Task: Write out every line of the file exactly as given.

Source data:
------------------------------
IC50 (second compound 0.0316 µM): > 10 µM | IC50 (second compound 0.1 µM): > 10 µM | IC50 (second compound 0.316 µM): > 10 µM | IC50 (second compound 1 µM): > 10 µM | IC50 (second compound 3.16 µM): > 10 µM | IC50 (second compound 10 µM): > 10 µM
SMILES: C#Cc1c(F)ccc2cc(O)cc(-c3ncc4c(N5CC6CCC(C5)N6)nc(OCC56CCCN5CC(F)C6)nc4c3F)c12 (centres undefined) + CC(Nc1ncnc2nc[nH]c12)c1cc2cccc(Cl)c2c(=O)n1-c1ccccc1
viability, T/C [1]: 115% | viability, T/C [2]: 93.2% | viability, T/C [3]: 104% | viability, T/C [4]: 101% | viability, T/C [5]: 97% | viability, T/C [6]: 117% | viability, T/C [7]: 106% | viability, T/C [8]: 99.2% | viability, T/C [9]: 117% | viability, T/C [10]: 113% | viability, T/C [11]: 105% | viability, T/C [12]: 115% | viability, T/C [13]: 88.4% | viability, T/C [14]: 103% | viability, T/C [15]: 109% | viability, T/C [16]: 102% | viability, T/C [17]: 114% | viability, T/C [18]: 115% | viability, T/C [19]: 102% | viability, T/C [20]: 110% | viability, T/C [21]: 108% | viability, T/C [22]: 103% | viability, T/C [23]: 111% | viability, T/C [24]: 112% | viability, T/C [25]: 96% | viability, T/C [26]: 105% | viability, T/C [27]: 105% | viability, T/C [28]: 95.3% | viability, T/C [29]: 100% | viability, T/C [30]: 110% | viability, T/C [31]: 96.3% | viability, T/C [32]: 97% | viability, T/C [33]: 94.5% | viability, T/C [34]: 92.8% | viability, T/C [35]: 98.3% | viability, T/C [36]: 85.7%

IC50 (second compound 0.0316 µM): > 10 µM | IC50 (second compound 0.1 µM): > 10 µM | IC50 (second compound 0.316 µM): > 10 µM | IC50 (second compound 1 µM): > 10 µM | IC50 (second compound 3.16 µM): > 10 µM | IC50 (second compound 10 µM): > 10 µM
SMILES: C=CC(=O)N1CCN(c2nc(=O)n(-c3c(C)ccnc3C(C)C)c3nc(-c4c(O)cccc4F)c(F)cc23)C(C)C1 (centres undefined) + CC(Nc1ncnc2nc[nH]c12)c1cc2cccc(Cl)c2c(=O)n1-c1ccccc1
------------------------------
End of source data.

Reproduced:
IC50 (second compound 0.0316 µM): > 10 µM | IC50 (second compound 0.1 µM): > 10 µM | IC50 (second compound 0.316 µM): > 10 µM | IC50 (second compound 1 µM): > 10 µM | IC50 (second compound 3.16 µM): > 10 µM | IC50 (second compound 10 µM): > 10 µM
SMILES: C#Cc1c(F)ccc2cc(O)cc(-c3ncc4c(N5CC6CCC(C5)N6)nc(OCC56CCCN5CC(F)C6)nc4c3F)c12 (centres undefined) + CC(Nc1ncnc2nc[nH]c12)c1cc2cccc(Cl)c2c(=O)n1-c1ccccc1
viability, T/C [1]: 115% | viability, T/C [2]: 93.2% | viability, T/C [3]: 104% | viability, T/C [4]: 101% | viability, T/C [5]: 97% | viability, T/C [6]: 117% | viability, T/C [7]: 106% | viability, T/C [8]: 99.2% | viability, T/C [9]: 117% | viability, T/C [10]: 113% | viability, T/C [11]: 105% | viability, T/C [12]: 115% | viability, T/C [13]: 88.4% | viability, T/C [14]: 103% | viability, T/C [15]: 109% | viability, T/C [16]: 102% | viability, T/C [17]: 114% | viability, T/C [18]: 115% | viability, T/C [19]: 102% | viability, T/C [20]: 110% | viability, T/C [21]: 108% | viability, T/C [22]: 103% | viability, T/C [23]: 111% | viability, T/C [24]: 112% | viability, T/C [25]: 96% | viability, T/C [26]: 105% | viability, T/C [27]: 105% | viability, T/C [28]: 95.3% | viability, T/C [29]: 100% | viability, T/C [30]: 110% | viability, T/C [31]: 96.3% | viability, T/C [32]: 97% | viability, T/C [33]: 94.5% | viability, T/C [34]: 92.8% | viability, T/C [35]: 98.3% | viability, T/C [36]: 85.7%

IC50 (second compound 0.0316 µM): > 10 µM | IC50 (second compound 0.1 µM): > 10 µM | IC50 (second compound 0.316 µM): > 10 µM | IC50 (second compound 1 µM): > 10 µM | IC50 (second compound 3.16 µM): > 10 µM | IC50 (second compound 10 µM): > 10 µM
SMILES: C=CC(=O)N1CCN(c2nc(=O)n(-c3c(C)ccnc3C(C)C)c3nc(-c4c(O)cccc4F)c(F)cc23)C(C)C1 (centres undefined) + CC(Nc1ncnc2nc[nH]c12)c1cc2cccc(Cl)c2c(=O)n1-c1ccccc1